April 9 (UPI) — Citing risk to its shareholders from regional opponents, pipeline company Kinder Morgan said it may pull the plug on its Trans Mountain oil pipeline expansion.
The consortium behind the project planned to expand the Trans Mountain network to the western coast of Canada, tripling its design capacity to 890,000 barrels per day. It’s already spent about $860 million on the project since petitioning the National Energy Board, a Canadian regulator, in 2013.
“While we are prepared to accept the many risks traditionally presented by large construction projects, extraordinary political risks that are completely outside of our control and that could prevent completion of the project are risks to which we simply cannot expose our shareholders,” Steve Kean, the CEO at Kinder Morgan’s Canadian subsidiary, said in a statement.
Two years ago, leaders in Burnaby, a city in British Columbia, filed an appeal in federal court against the approval of Kinder Morgan’s plans. The city said it and its residents were concerned about the risks from more oil, the 13 planned storage tanks in its community and the increase in oil tanker traffic along the western Canadian shore.
The provincial government of British Columbia in January considered new regulations on bitumen, a heavier type of oil found in Canada. Included among the proposals was a restriction on transportation until the government determined what would happen if there was a spill of the thicker type of oil.
In response to regional opposition, provincial leaders in Alberta said those in British Columbia were putting the nation’s economy at risk. Alberta’s government estimated that pipeline projects like Kinder Morgan’s could’ve stimulated economic growth by as much as 2 percent by 2023.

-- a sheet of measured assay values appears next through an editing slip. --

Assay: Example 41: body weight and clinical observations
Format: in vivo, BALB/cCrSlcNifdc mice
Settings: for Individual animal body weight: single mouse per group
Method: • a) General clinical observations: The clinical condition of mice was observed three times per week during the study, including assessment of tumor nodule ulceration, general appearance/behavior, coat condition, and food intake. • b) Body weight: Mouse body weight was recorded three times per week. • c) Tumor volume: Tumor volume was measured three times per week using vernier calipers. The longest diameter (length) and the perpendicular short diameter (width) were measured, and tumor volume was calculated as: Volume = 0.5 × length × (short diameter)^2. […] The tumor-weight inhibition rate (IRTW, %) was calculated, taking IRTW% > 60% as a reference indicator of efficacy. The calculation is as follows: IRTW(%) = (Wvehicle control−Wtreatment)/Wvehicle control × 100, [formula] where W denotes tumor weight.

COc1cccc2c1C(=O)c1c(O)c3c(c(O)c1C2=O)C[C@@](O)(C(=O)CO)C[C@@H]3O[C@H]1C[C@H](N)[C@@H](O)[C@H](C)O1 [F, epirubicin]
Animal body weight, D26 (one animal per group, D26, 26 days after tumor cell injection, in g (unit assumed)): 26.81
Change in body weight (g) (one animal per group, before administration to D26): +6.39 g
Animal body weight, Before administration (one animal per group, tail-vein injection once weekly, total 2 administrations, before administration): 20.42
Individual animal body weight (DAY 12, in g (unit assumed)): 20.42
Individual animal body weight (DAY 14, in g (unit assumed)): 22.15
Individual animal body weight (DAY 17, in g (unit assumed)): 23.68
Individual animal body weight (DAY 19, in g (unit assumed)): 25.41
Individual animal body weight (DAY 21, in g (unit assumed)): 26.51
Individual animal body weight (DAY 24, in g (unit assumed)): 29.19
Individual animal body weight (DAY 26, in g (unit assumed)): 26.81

Alberta Premier Rachel Notley said jobs and the economy depend on the Trans Mountain expansion project, accusing her counterpart in British Columbia, John Horgan, of undue harassment.
“Alberta is prepared to do whatever it takes to get this pipeline built, including taking a public position in the pipeline,” Notley said in a statement during the weekend. “Alberta is prepared to be an investor in the pipeline.”
Horgan, for his part, said he would continue to do “everything we can” to protect the regional environment and local economies. Kinder Morgan, meanwhile, said the controversy over the Trans Mountain expansion “has escalated into an inter-governmental dispute.”
The NEB has issued permits for Trans Mountain, but regulatory approval is a multi-layered process. It issued decisions in February that could let the pipeline group start work on a tunnel entrance at Burnaby Mountain in British Columbia, provided it gets permits from three different levels of government.
Kinder Morgan said it still felt the expansion project was a national interest and would consult with stakeholders on how to proceed.
“If we cannot reach agreement by May 31st, it is difficult to conceive of any scenario in which we would proceed with the project,” the company’s CEO said.
Nearly all of the exported Canadian oil heads south to the United States and the expansion of Trans Mountain would help break a North American land lock. An accelerated rate of crude oil production in North America, meanwhile, started straining existing pipeline capacity at least four years ago, forcing the industry to turn to rail transport to take up the slack.
NEB data show the November average for exports by rail was the highest for that month in four years. In July 2013, 47 people died in Lac-Megantic, Quebec, when a train carrying oil from the Bakken shale formation derailed and exploded.